The word “recover” means to regain something that you have lost. If recovery were described like one of those credit cards that gave people perks for using it, everyone would want to look into the benefits it offers. You get a lot more than a yearly rebate for being a member of the Recovery Card.
You Get Your Body Back
Alcohol has empty calories that inflate your daily intake and your body, so you may lose weight when you quit it. Alcohol calories invade your bloodstream like pure sugar and raise your insulin levels. This can trap your system in a sugar craving cycle as you replace healthy food with alcohol and it can lead to diabetes, according to positivehealthwellness.com.
Sugar spikes are dangerous to your liver and other organs, leaving you with an overtaxed body that feels tired all time, even after hours of intoxicated sleep. Being unconscious is not the same as healthy sleep. You may be out like a light, but not getting restorative rest because the toxins from alcohol are damaging your body instead of allowing your natural systems to restore it during sleep.
You Get Your Youth Back
While there is science to prove that alcohol causes damage to your body, it also shows that organs begin to recover as soon as alcohol intake decreases or stops entirely. At first, a person may feel cravings and withdrawal as their system adjusts. As they replace empty alcohol calories with healthy food, the body will get the elements it needs to repair what alcohol addiction has damaged.
After an initial adjustment, people will get real rest and feel energized instead of hung over when they wake. This repairs everything from skin to brain cells. Many people both feel and look younger because alcohol dehydrates the body and breaks down collagen, causing wrinkles and sags. Stopping it lets your skin bounce back so you may look younger.
You Get Your Brain Back
Dousing your brain with alcohol will make you forgetful and unfocused. You may have actually started drinking to forget about some difficulty in life, but you likely have discovered that alcohol doesn’t solve those problems — it just makes you less able to think of constructive ways to deal with them. And it adds a whole new set of problems like being unable to do your job, get along well with others, control your emotions or learn new skills. That’s not what you need when you are trying to work through difficulty.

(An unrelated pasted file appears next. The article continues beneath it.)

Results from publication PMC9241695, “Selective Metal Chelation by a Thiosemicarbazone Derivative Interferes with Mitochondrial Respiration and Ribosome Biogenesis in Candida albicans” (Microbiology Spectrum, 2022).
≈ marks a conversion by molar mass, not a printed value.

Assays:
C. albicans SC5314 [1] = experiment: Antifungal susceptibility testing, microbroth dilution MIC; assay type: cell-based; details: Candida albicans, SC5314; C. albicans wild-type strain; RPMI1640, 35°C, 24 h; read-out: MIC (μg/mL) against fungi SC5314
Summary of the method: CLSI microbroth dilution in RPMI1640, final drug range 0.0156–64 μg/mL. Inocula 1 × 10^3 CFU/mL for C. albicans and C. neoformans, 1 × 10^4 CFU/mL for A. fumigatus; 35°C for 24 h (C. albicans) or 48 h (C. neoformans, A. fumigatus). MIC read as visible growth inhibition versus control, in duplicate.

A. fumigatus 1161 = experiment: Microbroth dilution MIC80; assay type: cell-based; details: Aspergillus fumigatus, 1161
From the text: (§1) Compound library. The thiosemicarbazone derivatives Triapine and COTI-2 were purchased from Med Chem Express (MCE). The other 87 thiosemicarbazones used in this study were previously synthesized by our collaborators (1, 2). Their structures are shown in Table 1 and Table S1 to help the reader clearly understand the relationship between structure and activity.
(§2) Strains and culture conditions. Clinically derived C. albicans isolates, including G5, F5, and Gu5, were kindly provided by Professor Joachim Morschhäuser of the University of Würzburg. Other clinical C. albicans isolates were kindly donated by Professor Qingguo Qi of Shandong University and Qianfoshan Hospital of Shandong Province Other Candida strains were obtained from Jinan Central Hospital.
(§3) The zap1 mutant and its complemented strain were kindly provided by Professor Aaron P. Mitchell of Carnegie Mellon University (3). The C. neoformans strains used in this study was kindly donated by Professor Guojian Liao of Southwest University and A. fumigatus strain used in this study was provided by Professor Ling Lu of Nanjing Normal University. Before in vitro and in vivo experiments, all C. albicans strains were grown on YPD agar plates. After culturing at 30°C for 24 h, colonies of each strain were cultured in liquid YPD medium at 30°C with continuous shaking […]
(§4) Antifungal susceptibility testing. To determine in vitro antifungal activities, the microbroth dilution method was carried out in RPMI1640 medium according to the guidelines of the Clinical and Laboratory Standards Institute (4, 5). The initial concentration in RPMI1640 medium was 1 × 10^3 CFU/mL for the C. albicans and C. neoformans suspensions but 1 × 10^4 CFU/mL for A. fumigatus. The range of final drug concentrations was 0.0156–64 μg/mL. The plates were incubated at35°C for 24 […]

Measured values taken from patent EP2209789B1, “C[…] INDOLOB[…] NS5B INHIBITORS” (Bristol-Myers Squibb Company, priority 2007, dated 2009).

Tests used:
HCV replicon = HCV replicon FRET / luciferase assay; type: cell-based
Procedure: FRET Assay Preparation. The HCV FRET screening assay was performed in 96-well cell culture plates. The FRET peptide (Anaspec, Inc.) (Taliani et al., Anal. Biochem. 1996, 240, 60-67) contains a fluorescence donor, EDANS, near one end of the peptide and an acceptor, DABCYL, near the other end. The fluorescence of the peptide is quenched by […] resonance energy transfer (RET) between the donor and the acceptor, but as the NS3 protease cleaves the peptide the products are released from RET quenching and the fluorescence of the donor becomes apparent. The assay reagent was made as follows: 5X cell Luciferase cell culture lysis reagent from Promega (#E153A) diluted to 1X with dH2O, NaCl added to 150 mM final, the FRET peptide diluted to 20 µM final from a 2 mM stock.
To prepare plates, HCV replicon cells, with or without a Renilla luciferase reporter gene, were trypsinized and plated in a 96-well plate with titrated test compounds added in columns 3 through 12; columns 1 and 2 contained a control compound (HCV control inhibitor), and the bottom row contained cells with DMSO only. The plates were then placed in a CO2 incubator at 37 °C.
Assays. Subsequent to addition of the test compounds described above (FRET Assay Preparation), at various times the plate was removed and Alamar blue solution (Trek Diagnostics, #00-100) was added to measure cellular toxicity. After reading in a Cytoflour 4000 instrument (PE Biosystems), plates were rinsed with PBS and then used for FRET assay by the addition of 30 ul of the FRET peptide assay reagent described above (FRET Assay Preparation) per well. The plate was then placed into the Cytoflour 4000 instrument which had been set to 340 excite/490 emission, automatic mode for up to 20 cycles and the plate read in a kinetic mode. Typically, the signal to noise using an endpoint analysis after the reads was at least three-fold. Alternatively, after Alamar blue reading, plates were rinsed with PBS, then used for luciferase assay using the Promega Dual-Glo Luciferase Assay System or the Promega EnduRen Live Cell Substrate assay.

As you reduce alcohol, your mental and spiritual health will improve. You will be able to problem solve and to figure out ways to cope with difficulties instead numbing yourself. You will discover real bravery in the face of fear instead of an artificial escape that doesn’t last, and often creates new problems. You will get in touch with your feelings instead of sedating them and learn how to work through them. You will be able to reach out to others in a positive way and find communities that can help you grow.
You Get Your Money Back
An alcohol addiction doesn’t just cost you physically and emotionally, it also hits your wallet. An alcohol habit can cost several hundred dollars per month to sustain. To that number you can add car repairs, towing, time off for sickness, extra medical expenses, late fees for forgotten bills and bad budgeting or buying decisions and even legal fees for DUI arrests. That’s a huge rebate for making a life change to sobriety. If it were a credit card, sobriety would be the gold card of life.
You will also get back large blocks of time that were spent supporting alcohol addiction and energy spent trying to hide your habit. Your day will be focused on productive activity instead of finding, drinking and recovering from alcohol. And, as they say, time is money.
You Get Control of Your Life Back
Just reducing the amount of toxic alcohol you consume will help your organs begin to fight their way back to health. Some experts recommend a gradual withdrawal to begin a journey to sobriety because of the intense withdrawal symptoms, and most, like dualdiagnosis.org, strongly advocate for medical supervision.
Although many programs insist on complete abstinence, other therapists advise people who want to try recovery to aim for smaller goals at first. When total abstinence is not something a person can imagine after years of being locked into addiction, cutting back gradually may be a way to begin. For some this method is not possible because one drink always leads to many more; for others it is a way to make a positive change that will lead to sobriety in the long run.
Recovery gives you back the choices that alcohol addiction takes away: The choice to direct your life, to have friends that aren’t just enablers, to control your own mind and body. Those are great reasons to become a gold card member of the recovery community.
By Pat Matuszak
Pat Matuszak is a writer for Foundations Recovery Network. Her background includes news journalism, magazine feature writing, editing for websites, fiction and nonfiction books. She is an author of adult, teen and children’s books. Find out more at her website, www.EditorialCoffee.com